—Prof. Dr. Sasha Tsenkova

Within International Conference on Solutions for Informal Settlements in Romania from July 6, 2018 in Bucharest.

What are the issues associated with this phenomenon?

Although informal settlements are generally perceived as a purely residential issue, it is important to note that there are many other problems associated with them, such as: lack of identity documents, lack of access to infrastructure, lack of access to social services, overcrowding or the fact that the phenomenon is increasing by the day.

According to the current legislation, without property papers, a person can only get a temporary identity document valid not more than one year, after which it must be renewed.

The consequences for those who don’t have identity papers are serious: without them, the risk of social exclusion increases, and any relationship with public authorities becomes very difficult. It is a legal practice that during an interaction with various local public authorities, citizens are assigned based on the address on their identity card.

In addition, because many informal settlements are located outside the city and therefore are not included in the general and zonal urban plans, access to public infrastructure is more difficult and often absent: the authorities have no tools to prove the need of expanding the road infrastructure, water or sewage systems, etc., and people in such a situation have no paper to claim their rights. Access to electricity is also very difficult as any contract with electricity suppliers requires a property document.

People living in informal settlements can’t take a job legally and can’t sign any formal contract, which leaves them without adequate protection against abuse. In addition, people who can’t get identity papers will not benefit from any kind of social service (social assistance, education, medical assistance), except for emergency medical assistance.

Restricted access to social services makes the situation worse for these people, who often live in overcrowded conditions, which increases the risk of illness and/or injury. According to European statistics, Romania has the highest overcrowding rate in Europe (48.8% compared to 23.7% in Lithuania or 2.4% in Cyprus) and is ranked first regarding severe housing deprivation (DSL) – a benchmark for poor housing conditions.

What can be done?

Reports and recommendations that review the typologies of actions regarding the mitigation of the phenomenon informal housing indicate two main work areas of intervention:


investments in providing infrastructure and services to those living in informal settlements, to increase the quality of their life and to reduce the risks to health and safety (eg. access to water and sewerage, road infrastructure, security and regularization of the banks of water, waste collection etc.). These measures are described in the literature under the term “slum upgrading“, especially designating modernization measures of the infrastructure;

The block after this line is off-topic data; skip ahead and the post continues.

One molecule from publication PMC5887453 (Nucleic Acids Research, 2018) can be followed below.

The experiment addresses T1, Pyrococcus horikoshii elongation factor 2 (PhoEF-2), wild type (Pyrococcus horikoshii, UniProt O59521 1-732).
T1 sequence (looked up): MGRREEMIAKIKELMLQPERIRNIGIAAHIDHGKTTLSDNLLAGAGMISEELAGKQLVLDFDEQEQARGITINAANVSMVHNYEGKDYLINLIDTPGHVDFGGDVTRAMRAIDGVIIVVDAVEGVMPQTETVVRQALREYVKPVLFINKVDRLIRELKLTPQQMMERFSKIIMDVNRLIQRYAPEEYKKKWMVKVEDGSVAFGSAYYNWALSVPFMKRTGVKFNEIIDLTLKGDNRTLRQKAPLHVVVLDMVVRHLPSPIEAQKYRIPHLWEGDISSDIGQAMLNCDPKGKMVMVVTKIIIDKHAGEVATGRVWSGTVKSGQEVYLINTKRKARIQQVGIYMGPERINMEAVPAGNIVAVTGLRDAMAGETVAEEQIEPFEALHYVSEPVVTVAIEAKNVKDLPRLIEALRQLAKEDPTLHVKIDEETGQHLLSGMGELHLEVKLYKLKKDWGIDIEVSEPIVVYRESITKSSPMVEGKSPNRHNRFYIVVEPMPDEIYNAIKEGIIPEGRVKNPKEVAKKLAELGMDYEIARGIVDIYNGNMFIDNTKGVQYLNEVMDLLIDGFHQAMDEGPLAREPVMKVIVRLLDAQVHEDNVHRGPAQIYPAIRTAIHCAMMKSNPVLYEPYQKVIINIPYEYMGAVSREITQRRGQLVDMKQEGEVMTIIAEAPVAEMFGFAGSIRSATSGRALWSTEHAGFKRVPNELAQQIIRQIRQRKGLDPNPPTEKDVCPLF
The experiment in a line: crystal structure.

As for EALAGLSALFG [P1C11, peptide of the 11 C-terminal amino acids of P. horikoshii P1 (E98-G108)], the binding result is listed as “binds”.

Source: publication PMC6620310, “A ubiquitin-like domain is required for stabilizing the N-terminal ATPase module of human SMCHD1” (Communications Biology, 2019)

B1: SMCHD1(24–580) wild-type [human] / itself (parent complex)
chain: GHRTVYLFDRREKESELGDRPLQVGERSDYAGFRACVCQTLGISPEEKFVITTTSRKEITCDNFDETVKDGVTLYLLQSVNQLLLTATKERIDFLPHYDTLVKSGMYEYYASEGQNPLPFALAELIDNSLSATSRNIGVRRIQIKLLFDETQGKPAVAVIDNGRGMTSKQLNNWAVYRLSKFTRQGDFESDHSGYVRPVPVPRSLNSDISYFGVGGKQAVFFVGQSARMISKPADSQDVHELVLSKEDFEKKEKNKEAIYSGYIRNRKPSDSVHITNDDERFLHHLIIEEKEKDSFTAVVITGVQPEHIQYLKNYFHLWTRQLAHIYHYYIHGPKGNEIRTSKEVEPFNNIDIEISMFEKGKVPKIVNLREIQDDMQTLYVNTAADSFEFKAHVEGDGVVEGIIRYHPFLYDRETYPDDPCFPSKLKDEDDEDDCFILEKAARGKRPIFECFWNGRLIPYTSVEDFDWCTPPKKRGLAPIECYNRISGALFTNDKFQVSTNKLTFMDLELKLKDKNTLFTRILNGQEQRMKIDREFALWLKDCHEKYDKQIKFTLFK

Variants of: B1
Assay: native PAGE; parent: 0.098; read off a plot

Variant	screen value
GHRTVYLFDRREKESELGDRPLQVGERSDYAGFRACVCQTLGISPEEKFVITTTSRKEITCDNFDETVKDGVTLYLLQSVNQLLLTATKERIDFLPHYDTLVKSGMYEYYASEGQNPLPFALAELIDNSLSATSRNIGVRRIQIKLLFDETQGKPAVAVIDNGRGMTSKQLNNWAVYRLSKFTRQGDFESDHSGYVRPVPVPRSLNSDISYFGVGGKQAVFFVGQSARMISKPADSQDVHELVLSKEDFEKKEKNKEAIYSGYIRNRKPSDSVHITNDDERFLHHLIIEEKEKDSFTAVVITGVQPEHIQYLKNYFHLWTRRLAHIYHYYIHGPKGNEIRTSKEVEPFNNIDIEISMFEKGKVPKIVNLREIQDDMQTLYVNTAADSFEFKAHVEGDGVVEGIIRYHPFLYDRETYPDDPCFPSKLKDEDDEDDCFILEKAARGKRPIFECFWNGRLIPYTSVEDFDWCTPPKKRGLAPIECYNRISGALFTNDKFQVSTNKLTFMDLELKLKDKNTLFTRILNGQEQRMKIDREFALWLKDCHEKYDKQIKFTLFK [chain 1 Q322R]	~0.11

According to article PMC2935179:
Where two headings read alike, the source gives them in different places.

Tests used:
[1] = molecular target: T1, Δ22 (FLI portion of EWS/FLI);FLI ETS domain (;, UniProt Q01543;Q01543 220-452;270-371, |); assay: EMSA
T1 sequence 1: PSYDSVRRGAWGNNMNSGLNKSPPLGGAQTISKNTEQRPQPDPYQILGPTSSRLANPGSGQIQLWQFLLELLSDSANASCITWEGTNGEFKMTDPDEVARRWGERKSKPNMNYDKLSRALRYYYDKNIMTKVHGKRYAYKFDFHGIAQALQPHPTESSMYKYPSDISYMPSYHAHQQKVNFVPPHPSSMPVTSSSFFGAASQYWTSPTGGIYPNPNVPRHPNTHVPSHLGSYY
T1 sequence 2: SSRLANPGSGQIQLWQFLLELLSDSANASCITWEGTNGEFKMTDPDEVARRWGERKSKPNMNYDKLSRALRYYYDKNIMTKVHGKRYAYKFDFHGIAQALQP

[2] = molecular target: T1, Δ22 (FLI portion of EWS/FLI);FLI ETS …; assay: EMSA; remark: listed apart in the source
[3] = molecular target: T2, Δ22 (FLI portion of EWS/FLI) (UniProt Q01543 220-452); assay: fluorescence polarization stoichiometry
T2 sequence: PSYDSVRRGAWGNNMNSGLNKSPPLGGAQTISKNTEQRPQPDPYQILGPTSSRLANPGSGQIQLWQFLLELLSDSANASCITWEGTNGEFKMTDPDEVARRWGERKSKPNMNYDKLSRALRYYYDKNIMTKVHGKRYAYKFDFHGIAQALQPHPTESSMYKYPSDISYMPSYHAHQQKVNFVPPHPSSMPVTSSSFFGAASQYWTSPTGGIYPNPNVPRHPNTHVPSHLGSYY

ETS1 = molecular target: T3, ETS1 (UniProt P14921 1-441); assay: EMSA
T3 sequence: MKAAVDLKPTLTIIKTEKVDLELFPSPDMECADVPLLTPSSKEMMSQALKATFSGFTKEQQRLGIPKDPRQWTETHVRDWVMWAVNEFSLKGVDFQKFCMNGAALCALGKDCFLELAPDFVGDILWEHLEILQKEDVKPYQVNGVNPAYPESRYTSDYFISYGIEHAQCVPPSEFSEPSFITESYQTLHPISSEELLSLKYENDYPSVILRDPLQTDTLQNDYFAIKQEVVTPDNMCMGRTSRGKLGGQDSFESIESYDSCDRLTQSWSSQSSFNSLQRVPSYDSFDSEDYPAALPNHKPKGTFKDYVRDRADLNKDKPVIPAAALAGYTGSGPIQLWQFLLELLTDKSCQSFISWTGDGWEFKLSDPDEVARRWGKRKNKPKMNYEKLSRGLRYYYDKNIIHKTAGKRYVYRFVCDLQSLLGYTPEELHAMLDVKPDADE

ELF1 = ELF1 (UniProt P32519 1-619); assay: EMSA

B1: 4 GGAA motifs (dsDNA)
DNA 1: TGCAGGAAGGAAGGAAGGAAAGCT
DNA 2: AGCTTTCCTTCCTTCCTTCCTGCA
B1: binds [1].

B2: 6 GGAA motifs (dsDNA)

“formalization“ programs that involve the elimination of the state of informality of land and constructions through support in the granting of property titles, authorizing constructions etc. These types of measures have the role of increasing the security of employment, of facilitating the provision of identity documents and accessing services, allowing taxation, evaluation, commercialization and insurance of the property etc. Theoretically, the formalization process would also involve correcting the urban planning of the area by eliminating the constructions non-compliant or located in unsafe areas, widening the road width to allow safe access etc. actions that in practice probably involve the most difficulties in implementation.

The most common public policy measures used to address the urban problems associated with informal settlements in the UNECE region:

    1. Formalization and legalization
    2. Regularization and modernization
    3. Relocation and relocation
    4. Alternative housing

—Source: UNECE, 2016

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The regulation of informal settlements is a first step for the inclusion of these communities, from the perspective of equal access to rights and the exercise of citizens’ responsibilities

Having employment security, access to infrastructure and services, the possibility of being issued a permanent ID, they can be hired, they can pay taxes, they can access public training programs, engage in the formal economy and ensure future generations better living conditions and the chance of a better future.

The security of owning a home and the proper living conditions are the foundation of the whole process of social inclusion of these communities, as at international level the principle of “housing first” and integration programs based primarily on providing decent housing to later lead to the reintegration of citizens into society are already established.

Action guides for regulating informal settlements dedicated to local public authorities and communities living in informal settlements are available here.

View guides

If you know of any informal settlement in Romania, please fill out this form. In-depth knowledge of the scale and effects of the problem is the first step for identifying the adequate solutions.

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You can find more information about informal living in Romania in the Resources section or here.

If you have any further questions about this phenomenon or additional information which could help clarify the issues mentioned above, please do not hesitate to write to us .


Research report in Romania